Genetic depletion of Nob1 results in accumulation of the 20S pre-rRNA and 43S preribosomes (6), similar to the result we have observed for Fap7. We asked whether interactions between Fap7 and 43S preribosomes could be artificially stabilized if we increased the levels of 20S pre-rRNA and 43S preribosomes by depleting Nob1. For this purpose, NOB1 was placed under the control of the galactose-inducible/dextrose-repressible promoter in a strain expressing a TAP-tagged Fap7 protein. Disappointingly, even though the level of 20S pre-rRNA in Nob1-depleted cells was 5- to 10-fold higher than that in normally growing cells, we still could not detect significant association of Fap7-TAP with 20S pre-rRNA (Fig. (Fig.3D,3D, lanes 3 and 5, and E). In addition, the distribution of Fap7 in sucrose gradients did not change when Nob1 was depleted (data not shown).
Thus, our results suggest that while Fap7 is essential for the production of the SSU via a requirement for site D cleavage, it is likely not a structural component of 43S preribosomes.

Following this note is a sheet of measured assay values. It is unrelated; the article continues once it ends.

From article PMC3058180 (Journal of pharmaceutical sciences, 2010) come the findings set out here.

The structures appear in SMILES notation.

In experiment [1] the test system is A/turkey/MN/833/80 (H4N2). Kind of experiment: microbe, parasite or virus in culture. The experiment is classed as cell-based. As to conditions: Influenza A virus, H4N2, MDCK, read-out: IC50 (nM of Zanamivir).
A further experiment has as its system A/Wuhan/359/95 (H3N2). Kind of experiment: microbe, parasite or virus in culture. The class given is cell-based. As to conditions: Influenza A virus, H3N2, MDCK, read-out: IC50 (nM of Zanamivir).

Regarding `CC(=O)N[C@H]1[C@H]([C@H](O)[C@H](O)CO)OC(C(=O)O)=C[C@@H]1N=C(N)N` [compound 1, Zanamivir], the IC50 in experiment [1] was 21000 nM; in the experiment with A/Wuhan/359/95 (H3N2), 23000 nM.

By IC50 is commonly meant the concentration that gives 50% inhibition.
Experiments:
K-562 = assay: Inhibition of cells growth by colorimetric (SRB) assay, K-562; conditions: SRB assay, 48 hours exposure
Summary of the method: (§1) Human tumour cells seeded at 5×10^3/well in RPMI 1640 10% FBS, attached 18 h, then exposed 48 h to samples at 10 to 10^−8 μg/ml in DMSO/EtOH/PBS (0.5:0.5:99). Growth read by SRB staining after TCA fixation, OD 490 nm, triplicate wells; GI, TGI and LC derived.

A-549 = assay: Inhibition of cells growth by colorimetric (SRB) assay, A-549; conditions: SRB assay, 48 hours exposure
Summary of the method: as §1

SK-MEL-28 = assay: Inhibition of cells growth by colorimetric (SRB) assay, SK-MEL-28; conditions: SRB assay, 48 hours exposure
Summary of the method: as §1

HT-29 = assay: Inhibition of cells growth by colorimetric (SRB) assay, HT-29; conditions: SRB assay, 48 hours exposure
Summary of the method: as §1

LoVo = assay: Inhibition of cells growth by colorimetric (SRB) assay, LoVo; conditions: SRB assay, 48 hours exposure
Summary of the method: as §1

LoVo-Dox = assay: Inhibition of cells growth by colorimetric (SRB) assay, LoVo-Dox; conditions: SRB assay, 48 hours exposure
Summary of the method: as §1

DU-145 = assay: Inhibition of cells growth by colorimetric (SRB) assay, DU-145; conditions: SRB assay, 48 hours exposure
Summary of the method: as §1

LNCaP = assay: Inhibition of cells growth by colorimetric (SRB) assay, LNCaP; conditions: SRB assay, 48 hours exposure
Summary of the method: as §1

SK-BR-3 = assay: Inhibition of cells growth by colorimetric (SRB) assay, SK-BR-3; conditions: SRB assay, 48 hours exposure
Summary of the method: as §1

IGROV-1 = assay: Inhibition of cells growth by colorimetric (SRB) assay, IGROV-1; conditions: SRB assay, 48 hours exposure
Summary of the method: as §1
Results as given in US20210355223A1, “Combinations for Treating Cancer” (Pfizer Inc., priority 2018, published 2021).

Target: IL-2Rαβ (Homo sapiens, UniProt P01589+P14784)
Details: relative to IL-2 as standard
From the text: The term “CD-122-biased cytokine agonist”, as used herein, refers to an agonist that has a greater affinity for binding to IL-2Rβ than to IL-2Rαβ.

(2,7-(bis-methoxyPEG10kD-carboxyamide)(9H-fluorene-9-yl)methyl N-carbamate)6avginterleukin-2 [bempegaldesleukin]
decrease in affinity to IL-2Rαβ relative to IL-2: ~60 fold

Fap7 is present in both the nucleus and the cytoplasm (20, 23), and thus there are two possible cellular locations for Fap7 function. Fap7 could be involved in the export of 43S preribosomes, which contain the 20S pre-rRNA, from the nucleus to the cytoplasm. If so, depletion of Fap7 would cause nuclear accumulation of the 20S pre-rRNA. Alternatively, Fap7 could be directly involved in cleavage of the 20S pre-rRNA within 43S preribosomes at site D in the cytoplasm. In this case, its depletion would lead to accumulation of 20S pre-rRNA in the cytoplasm. To differentiate between these possibilities, we performed FISH experiments using a Cy3-labeled probe that hybridizes between cleavage sites D and A2 (D-A2Cy3 in Fig. Fig.11 and and4A)4A) and detects the 35S, 33S, 32S, 23S, and 20S transcripts (Fig. (Fig.1).1). FISH was performed on YPH499 cells grown to mid-log phase in YPG/R or YPD (Fig. (Fig.4A,4A, panels A to F) and on the GAL::3HA-FAP7 strain either grown in YPG/R only (GAL::3HA-FAP7 undepleted cells in Fig. Fig.4A,4A, panels G to I) or grown also in YPD for 5 hours to deplete Fap7 (GAL::3HA-FAP7 depleted cells in Fig. Fig.4A,4A, panels J to L). TOPRO3 dye was used to stain the cell nuclei. In the parental strain YPH499, the D-A2Cy3 probe predominantly stained a crescent-shaped structure in the nucleus, which likely represents the nucleolus (Fig. (Fig.4A,4A, panels A and D). Also, faint staining was detected in the cytoplasm. This strong nucleolar signal results from hybridization of the probe with the anticipated pre-rRNAs. Importantly, the fluorescence intensity and the staining pattern were not affected by switching the carbon source (Fig. (Fig.4A,4A, panels A to F). FISH with GAL::3HA-FAP7 cells grown in the permissive YPG/R medium showed a similar staining pattern (Fig. (Fig.4A,4A, panels G to I). In Fap7-depleted cells, the fluorescence was dispersed throughout the entire cell, with the highest concentration in the cytoplasm (Fig. (Fig.4A,4A, panels J to L). Since the 20S pre-rRNA is the only pre-rRNA that is exported, this is a very strong indication that these cells accumulate the 20S pre-rRNA in the cytoplasm. Furthermore, primer extension analysis on RNA extracted from Fap7-depleted cells showed that the accumulated 20S pre-rRNA was efficiently dimethylated at the Dim1 methylation site near the 3′ end of the 18S rRNA, a modification that takes place in the cytoplasm (Fig. (Fig.4B,4B, lane 4) (3, 25, 26). Thus, these results strongly suggest that Fap7 is not involved in nuclear export of the 43S preribosomes but is required for cleavage of the 20S pre-rRNA at site D in the cytoplasm.